Geronimo Aguilar, a Richmond pastor who recently stepped down after being charged with sexually abusing two children, recently issued a statement listing all the accomplishments of his ministry and noting “my family and I have been facing difficult trials and persecution.” Many of his parishioners have publicly expressed support for their “persecuted” pastor.
Another pastor, Paul Washer, delivered a message claiming that Christians “have a wrong idea of martyrdom” because we believe we will be persecuted for our “sincere faith in Jesus Christ. “ Although our faith is the “real reason” for our persecution, Washer contends the government will publicly claim the persecution is because we are “enemies of the state” or even “child molesters.”
Aguilar and Washer are not alone. In the 26 years I have worked in the field of child protection, I have routinely encountered accused clergy and their flocks who claim “persecution” as the real reason they are facing an allegation of sexual abuse. This is done even when the evidence is strong and the pastor has confessed to sexually abusing a child. For example, Pastor Jack Schaap pled guilty to transporting a minor for the purpose of sexually abusing the girl, but many of Schaap’s parishioners nonetheless wrote the judge pleading for mercy and accepting Schaap’s distorted logic justifying or at least excusing his criminal conduct.
The claim that the church is being persecuted whenever child molesters, or those who harbor them, are brought to justice contradicts scripture and common sense. It is true that Christ said persecution of the church will include instances in which “people falsely say all of kinds of evil against you because of me” (Matthew 5:11-12). In this same passage, though, Christ made it clear he was speaking of “false” claims of evil. In other words, a credible, truthful claim of child sexual abuse is not a persecution of the church.
Although there have been instances of false accusations, studies repeatedly find that false allegations of child sexual abuse are extremely rare. In fact, there is some evidence that allegations of sexual abuse within the church may be particularly credible. This is because studies find that most sex offenders are religious and that our country’s most egregious sex offenders are often active in churches. Ironically, the sex offenders themselves tell researchers the reason they like to go to church is because if they mouth the right words, and perform a mountain of good deeds, the church will almost certainly support them—including accepting their claim they are simply being persecuted for their faith.
Martin Luther said the “church is not to be assessed by the high or spiritual vocations in it, but by the people who truly believe.” Luther contended there would “always be such a people on the earth, even though it may be but two or three, or only children.”
When viewed as a company of believers, it is clear there is a widespread persecution of the church—though not the type of persecution Aguilar and Washer speak of. Instead of a false persecution of alleged sex offenders, there is a true persecution of the abused children sitting in our pews. This persecution of believing children takes place in at least two ways.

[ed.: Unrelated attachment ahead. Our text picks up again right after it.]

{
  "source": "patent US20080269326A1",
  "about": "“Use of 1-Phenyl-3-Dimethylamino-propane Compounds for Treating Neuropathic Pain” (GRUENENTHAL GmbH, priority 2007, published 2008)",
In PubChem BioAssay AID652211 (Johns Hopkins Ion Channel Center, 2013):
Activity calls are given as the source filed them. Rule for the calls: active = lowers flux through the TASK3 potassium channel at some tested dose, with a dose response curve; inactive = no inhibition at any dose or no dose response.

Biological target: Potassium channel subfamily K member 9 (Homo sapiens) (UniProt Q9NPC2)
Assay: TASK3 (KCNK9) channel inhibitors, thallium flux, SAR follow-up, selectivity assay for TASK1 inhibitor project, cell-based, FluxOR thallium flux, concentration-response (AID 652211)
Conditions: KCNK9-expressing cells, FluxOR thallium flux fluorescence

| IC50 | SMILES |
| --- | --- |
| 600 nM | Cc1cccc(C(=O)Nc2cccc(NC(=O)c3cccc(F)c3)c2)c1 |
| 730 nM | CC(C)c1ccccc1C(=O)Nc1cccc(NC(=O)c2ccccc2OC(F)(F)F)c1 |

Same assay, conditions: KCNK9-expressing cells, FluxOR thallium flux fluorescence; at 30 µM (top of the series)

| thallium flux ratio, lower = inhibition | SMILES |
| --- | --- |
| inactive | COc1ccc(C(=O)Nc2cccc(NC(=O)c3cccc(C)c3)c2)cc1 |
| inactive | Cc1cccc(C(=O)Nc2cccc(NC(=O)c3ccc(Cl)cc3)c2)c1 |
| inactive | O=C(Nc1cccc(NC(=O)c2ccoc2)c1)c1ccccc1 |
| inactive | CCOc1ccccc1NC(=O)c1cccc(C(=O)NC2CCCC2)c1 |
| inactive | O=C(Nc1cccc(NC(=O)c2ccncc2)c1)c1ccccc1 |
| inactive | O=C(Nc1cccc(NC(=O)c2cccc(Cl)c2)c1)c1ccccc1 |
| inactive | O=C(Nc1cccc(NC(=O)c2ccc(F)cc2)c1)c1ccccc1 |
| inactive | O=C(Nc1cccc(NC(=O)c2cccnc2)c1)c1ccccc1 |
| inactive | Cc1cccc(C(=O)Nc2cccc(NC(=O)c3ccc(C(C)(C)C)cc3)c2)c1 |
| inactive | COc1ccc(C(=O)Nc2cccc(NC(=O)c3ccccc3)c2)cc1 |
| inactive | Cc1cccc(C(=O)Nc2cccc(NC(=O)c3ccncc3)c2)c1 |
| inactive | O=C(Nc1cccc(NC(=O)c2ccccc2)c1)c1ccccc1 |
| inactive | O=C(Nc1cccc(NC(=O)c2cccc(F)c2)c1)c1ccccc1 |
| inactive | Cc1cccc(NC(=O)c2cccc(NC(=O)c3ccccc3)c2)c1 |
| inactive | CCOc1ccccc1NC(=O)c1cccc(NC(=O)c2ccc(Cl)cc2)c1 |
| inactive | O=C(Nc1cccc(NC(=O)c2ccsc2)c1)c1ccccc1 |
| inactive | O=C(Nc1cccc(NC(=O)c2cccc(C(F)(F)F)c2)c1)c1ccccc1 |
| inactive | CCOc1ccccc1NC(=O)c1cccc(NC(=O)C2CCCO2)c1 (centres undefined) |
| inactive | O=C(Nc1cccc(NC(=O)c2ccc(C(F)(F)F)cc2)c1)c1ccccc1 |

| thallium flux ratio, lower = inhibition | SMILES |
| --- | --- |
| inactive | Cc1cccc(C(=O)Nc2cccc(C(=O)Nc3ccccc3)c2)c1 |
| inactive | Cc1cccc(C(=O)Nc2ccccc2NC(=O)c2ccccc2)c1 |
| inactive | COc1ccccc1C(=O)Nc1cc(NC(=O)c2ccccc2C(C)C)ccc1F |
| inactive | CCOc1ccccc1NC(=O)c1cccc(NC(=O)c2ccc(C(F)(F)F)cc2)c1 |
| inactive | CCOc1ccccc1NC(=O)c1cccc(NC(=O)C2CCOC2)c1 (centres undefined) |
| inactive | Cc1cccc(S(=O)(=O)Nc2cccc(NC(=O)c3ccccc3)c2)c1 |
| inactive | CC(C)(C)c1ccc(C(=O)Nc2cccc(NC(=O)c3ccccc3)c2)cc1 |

First, sex offenders operating in our churches routinely use religious or spiritual themes in the sexual abuse of children. Jack Schaap, for example, told his victim that the sexual abuse was “exactly what Christ desires for us” and said Jesus wanted Schaap and his victim to become “eternal lovers.” The preaching of this sort of twisted, false doctrine to justify sexual abuse is arguably the penultimate persecution of children.
Second, believing children face persecution in the aftermath of a disclosure of sexual abuse. This happens when a church discounts the child’s allegations, blames the child for the abuse, urges immediate forgiveness, and shields the child molester from any meaningful consequences. Under these circumstances, the child is often ostracized from the faith community and the offender is emboldened to strike again.
Sexual abuse in the name of God, and the church’s common, perhaps routine failure to support the victim often has devastating consequences on the child’s faith. Christian psychologist Diane Langberg writes:
The sexual violation of a child can have many spiritual effects. A distorted image of God coupled with a distorted image of the self creates several barriers to experiencing God's love and grace. When children are betrayed by those who were supposed to protect and love them, they find it very difficult to grasp that God loves them ... God is often perceived to be punitive, an impossible taskmaster, capricious, impotent, indifferent, or dead.
Jesus told us not to persecute children in this way. Indeed, Jesus had grave warnings for anyone who hurts children—telling his disciples that the angels of children have direct access to his Father and that being tossed in a sea with a millstone around their neck would be a better choice than to harm a child (Matthew 18:6, 10).
This is the persecution of the church, a persecution that values clerical charm more than children that Jesus unequivocally condemns. It is this true persecution pastors and parishioners alike should exert every effort in ending. Let that reformation begin with each of us.
Victor Vieth is a member of the GRACE board of directors. He is a former child abuse prosecutor and a nationally recognized expert on child abuse.